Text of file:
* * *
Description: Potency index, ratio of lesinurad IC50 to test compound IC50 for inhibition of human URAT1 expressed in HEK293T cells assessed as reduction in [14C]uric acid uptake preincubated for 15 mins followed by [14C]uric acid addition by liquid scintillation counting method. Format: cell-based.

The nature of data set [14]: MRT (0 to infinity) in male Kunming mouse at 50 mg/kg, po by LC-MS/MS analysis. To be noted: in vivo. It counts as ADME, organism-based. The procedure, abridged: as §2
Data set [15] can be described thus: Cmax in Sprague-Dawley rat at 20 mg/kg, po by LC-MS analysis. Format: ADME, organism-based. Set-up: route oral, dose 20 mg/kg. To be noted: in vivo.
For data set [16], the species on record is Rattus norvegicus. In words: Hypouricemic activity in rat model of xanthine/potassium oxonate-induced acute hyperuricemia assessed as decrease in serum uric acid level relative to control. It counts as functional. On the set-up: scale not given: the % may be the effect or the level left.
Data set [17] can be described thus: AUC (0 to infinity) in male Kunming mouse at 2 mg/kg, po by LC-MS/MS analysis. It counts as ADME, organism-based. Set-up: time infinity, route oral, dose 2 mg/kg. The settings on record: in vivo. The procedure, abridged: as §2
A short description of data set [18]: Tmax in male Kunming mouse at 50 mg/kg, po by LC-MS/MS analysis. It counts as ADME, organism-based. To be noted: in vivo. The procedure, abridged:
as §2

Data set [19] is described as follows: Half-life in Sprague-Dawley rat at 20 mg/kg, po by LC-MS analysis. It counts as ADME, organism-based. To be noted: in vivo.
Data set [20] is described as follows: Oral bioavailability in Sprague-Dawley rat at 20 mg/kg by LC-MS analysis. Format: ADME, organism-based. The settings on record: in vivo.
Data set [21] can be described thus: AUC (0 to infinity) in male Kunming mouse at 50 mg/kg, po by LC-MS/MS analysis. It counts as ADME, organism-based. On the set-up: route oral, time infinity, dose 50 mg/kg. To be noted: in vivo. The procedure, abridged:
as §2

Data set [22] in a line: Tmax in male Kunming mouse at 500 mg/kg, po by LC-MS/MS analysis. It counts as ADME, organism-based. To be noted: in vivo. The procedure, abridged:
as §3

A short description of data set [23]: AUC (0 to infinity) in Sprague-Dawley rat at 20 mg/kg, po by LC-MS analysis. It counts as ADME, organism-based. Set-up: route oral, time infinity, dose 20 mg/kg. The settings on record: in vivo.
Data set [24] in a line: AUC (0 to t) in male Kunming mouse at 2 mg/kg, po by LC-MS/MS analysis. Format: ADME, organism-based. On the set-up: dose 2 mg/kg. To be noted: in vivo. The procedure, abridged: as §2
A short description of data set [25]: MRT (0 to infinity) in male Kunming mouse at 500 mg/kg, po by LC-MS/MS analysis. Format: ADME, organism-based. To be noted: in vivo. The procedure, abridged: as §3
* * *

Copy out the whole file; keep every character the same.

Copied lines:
Description: Potency index, ratio of lesinurad IC50 to test compound IC50 for inhibition of human URAT1 expressed in HEK293T cells assessed as reduction in [14C]uric acid uptake preincubated for 15 mins followed by [14C]uric acid addition by liquid scintillation counting method. Format: cell-based.

The nature of data set [14]: MRT (0 to infinity) in male Kunming mouse at 50 mg/kg, po by LC-MS/MS analysis. To be noted: in vivo. It counts as ADME, organism-based. The procedure, abridged: as §2
Data set [15] can be described thus: Cmax in Sprague-Dawley rat at 20 mg/kg, po by LC-MS analysis. Format: ADME, organism-based. Set-up: route oral, dose 20 mg/kg. To be noted: in vivo.
For data set [16], the species on record is Rattus norvegicus. In words: Hypouricemic activity in rat model of xanthine/potassium oxonate-induced acute hyperuricemia assessed as decrease in serum uric acid level relative to control. It counts as functional. On the set-up: scale not given: the % may be the effect or the level left.
Data set [17] can be described thus: AUC (0 to infinity) in male Kunming mouse at 2 mg/kg, po by LC-MS/MS analysis. It counts as ADME, organism-based. Set-up: time infinity, route oral, dose 2 mg/kg. The settings on record: in vivo. The procedure, abridged: as §2
A short description of data set [18]: Tmax in male Kunming mouse at 50 mg/kg, po by LC-MS/MS analysis. It counts as ADME, organism-based. To be noted: in vivo. The procedure, abridged:
as §2

Data set [19] is described as follows: Half-life in Sprague-Dawley rat at 20 mg/kg, po by LC-MS analysis. It counts as ADME, organism-based. To be noted: in vivo.
Data set [20] is described as follows: Oral bioavailability in Sprague-Dawley rat at 20 mg/kg by LC-MS analysis. Format: ADME, organism-based. The settings on record: in vivo.
Data set [21] can be described thus: AUC (0 to infinity) in male Kunming mouse at 50 mg/kg, po by LC-MS/MS analysis. It counts as ADME, organism-based. On the set-up: route oral, time infinity, dose 50 mg/kg. To be noted: in vivo. The procedure, abridged:
as §2

Data set [22] in a line: Tmax in male Kunming mouse at 500 mg/kg, po by LC-MS/MS analysis. It counts as ADME, organism-based. To be noted: in vivo. The procedure, abridged:
as §3

A short description of data set [23]: AUC (0 to infinity) in Sprague-Dawley rat at 20 mg/kg, po by LC-MS analysis. It counts as ADME, organism-based. Set-up: route oral, time infinity, dose 20 mg/kg. The settings on record: in vivo.
Data set [24] in a line: AUC (0 to t) in male Kunming mouse at 2 mg/kg, po by LC-MS/MS analysis. Format: ADME, organism-based. On the set-up: dose 2 mg/kg. To be noted: in vivo. The procedure, abridged: as §2
A short description of data set [25]: MRT (0 to infinity) in male Kunming mouse at 500 mg/kg, po by LC-MS/MS analysis. Format: ADME, organism-based. To be noted: in vivo. The procedure, abridged: as §3